Is Tim Cook Wrong About Google Glass?

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Apple  (NASDAQ: AAPL  )  CEO Tim Cook has certainly made it clear he doesn't mind criticizing the competition. 

For example, back in February, he panned the OLED technology used by Samsung in the screens of its Galaxy series devices, while at the same time, offered Apple's own Retina Displays as a superior alternative. While I happened to find those comments particularly curious considering Apple had reportedly just hired an OLED expert of its own, that still didn't stop shares of OLED supplier Universal Display from falling as much as 7% that day.

Even so, it's hard to blame Cook for wanting to extol the virtues of his own company's strategy and products.

Shattering Google Glass
Now, Cook has trained his sights on the search behemoth Google (NASDAQ: GOOGL  ) .

More specifically, while discussing the future of wearable technology last week at the D11 Conference hosted by AllThingsD, Cook stated, in no uncertain terms, that he doesn't think many people will buy Google Glass.

Why not?

Though he admitted there were "some positive points in the product," here are three choice quotes he used to take jabs at Google Glass:

  • "I think it's probably more likely to appeal to certain vertical markets, and I think the likelihood it has broad-range appeal ... that's tough to see."
  • "There's nothing great out there that I've seen. There's nothing that's going to convince a kid who has never worn glasses, or a band, or a watch, or whatever to wear one ... or at least I haven't seen any."
  • "I wear glasses because I have to ... I don't know a lot of people that wear them that don't have to. They want them to be light and unobtrusive and reflect their fashion ... so I think from a mainstream point of view [glasses as wearable computing devices] are difficult to see. I think the wrist is interesting. The wrist is natural."

One reason he may be wrong
First, as the folks over at the Huffington Post so astutely pointed out, it's no coincidence that Google partnered with designer glasses start-up Warby Parker, best known for making trendy (and often bulky) "hipster glasses." 

Even so, with or without incorporated lenses, Google's own pictures of the device make it hard to claim Google Glass is particularly gaudy:

Image source: Google

Better yet, if recent reports prove true which say Google has decided to use ultra-slim OLED displays from Samsung in the commercial version Glass, you can bet the final product will be even more streamlined by the time it's offered to the masses. 

The bigger picture
However, while fashion could undoubtedly lead to a variety of interesting arguments for or against owning Google Glass, a larger question remains which could easily determine Google's success or failure: What level of invasiveness are people willing to accept in the first significant iteration of wearable computing?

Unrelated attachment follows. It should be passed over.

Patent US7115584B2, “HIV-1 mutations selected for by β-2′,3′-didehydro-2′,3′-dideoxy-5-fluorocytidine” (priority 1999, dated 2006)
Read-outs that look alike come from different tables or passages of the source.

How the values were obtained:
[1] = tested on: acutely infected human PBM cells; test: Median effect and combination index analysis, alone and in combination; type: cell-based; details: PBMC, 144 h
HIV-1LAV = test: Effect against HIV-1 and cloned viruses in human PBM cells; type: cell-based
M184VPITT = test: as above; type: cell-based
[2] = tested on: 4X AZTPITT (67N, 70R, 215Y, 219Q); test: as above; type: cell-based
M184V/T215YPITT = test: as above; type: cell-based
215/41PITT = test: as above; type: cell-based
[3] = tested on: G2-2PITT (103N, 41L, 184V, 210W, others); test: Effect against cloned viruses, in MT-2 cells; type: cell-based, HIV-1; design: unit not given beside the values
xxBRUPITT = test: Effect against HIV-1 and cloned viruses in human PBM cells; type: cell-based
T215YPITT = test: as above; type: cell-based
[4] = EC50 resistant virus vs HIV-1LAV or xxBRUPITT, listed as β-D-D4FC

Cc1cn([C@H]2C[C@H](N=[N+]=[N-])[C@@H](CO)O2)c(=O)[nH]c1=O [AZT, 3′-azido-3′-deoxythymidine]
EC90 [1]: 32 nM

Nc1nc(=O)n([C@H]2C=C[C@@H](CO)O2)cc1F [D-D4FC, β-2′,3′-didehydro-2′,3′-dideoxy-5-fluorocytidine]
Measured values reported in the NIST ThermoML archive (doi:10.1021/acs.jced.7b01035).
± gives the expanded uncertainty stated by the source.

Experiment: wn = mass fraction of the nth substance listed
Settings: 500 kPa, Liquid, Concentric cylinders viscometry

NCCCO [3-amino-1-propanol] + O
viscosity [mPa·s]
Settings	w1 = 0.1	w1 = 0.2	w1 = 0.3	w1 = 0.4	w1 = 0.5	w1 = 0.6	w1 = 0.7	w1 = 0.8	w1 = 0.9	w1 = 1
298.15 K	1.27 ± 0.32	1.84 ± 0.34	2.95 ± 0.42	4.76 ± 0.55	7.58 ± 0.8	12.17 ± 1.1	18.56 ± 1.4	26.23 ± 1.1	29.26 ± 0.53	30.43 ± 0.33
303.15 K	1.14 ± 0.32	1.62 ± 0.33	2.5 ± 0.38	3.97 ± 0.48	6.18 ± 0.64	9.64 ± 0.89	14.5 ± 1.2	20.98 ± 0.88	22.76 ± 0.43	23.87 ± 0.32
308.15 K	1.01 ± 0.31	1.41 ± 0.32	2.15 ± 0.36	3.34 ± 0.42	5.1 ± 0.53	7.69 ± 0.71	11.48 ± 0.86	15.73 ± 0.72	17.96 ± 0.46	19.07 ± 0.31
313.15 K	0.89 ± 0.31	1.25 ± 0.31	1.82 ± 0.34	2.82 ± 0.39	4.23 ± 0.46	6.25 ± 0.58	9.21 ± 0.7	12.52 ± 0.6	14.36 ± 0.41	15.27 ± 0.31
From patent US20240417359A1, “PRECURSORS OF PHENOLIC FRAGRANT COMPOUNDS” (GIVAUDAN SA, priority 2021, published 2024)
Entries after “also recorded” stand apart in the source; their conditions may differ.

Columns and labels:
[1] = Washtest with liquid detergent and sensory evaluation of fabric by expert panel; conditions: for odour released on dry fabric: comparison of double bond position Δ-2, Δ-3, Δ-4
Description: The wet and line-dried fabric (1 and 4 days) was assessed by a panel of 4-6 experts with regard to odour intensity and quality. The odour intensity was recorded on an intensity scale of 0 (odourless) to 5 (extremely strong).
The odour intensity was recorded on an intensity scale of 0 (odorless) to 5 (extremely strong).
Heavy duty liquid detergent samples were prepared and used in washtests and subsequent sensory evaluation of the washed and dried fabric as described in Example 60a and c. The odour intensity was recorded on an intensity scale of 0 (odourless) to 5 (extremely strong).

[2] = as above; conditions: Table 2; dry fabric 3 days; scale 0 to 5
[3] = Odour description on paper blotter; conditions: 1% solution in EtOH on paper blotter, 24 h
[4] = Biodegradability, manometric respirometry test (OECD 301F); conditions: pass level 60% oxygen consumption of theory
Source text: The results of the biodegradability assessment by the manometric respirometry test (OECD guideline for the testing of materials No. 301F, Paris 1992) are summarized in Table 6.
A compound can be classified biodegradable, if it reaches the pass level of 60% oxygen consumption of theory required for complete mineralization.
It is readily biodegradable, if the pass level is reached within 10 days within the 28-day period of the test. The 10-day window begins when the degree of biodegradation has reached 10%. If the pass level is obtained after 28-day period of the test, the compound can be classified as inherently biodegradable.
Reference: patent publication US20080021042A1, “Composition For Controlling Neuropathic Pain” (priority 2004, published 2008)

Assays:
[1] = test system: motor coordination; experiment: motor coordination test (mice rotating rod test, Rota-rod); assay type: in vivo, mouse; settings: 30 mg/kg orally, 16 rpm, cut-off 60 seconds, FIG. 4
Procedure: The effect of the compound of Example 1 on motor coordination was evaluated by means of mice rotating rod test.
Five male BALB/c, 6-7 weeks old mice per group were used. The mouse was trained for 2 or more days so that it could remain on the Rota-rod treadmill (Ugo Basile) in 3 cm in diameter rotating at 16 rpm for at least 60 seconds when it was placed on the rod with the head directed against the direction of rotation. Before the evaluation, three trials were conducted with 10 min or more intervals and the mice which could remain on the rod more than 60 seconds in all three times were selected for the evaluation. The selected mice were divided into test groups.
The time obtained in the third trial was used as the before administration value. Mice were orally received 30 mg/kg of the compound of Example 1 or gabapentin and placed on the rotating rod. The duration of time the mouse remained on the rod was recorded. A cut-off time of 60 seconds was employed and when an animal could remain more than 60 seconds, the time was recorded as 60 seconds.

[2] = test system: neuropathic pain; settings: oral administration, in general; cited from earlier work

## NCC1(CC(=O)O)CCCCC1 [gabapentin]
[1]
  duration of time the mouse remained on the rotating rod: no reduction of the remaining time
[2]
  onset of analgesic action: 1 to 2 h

To be sure, a computer worn near the eye is bound to be more closely tied into our everyday lives than a watch, but that's exactly what's making people nervous about Google Glass. After all, though many people are arguably too-often connected to their digital lives through smartphones at present, Google Glass takes those electronic interactions to an entirely new, more intimate level.

Worse yet, privacy concerns had surfaced even before the device was released to 2,000 beta testers last month, even as Google had added simple safeguards like a voice command requirement for taking pictures. Unsurprisingly, hackers quickly released an app -- appropriately dubbed Winky -- to enable users to simply wink to snap a photo.

As another example, if you have a habit of ducking away from awkward conversations before people see you, you might hate that a San Francisco-based tech start-up named Lambda Labs is set to release a Facial Recognition API for Google Glass in the very near future.

Foolish final thoughts
In the end, Tim Cook may be right in saying Google Glass isn't ready for commercial adoption on a wide scale, but it's not for the reasons he thinks. 

On one hand, Apple may be better off if they enter the space by unveiling a smart watch of their own, but Cook will have his work cut out for him if he wants to convince consumers they absolutely cannot live without an Apple device strapped to their wrists. Google Glass, on the other hand, certainly boasts that "wow" factor, but Big G took such a huge leap forward with their tech that they might be scaring consumers away.

For what it's worth, this technology isn't exactly Google's first long-term oriented project to freak people out; it's safe to say the company's driver-less cars have attracted a fair amount of skepticism so far. In addition, chairman Eric Schmidt did say last month the commercial release of Glass is still "probably a year-ish" away, so they've got at least some time to iron out the details before their prime time debut. 

But what do you think? Is the world ready to accept Google Glass? Share you thoughts in the comments section below.

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Comments from our Foolish Readers

Help us keep this a respectfully Foolish area! This is a place for our readers to discuss, debate, and learn more about the Foolish investing topic you read about above. Help us keep it clean and safe. If you believe a comment is abusive or otherwise violates our Fool's Rules, please report it via the Report this Comment Report this Comment icon found on every comment.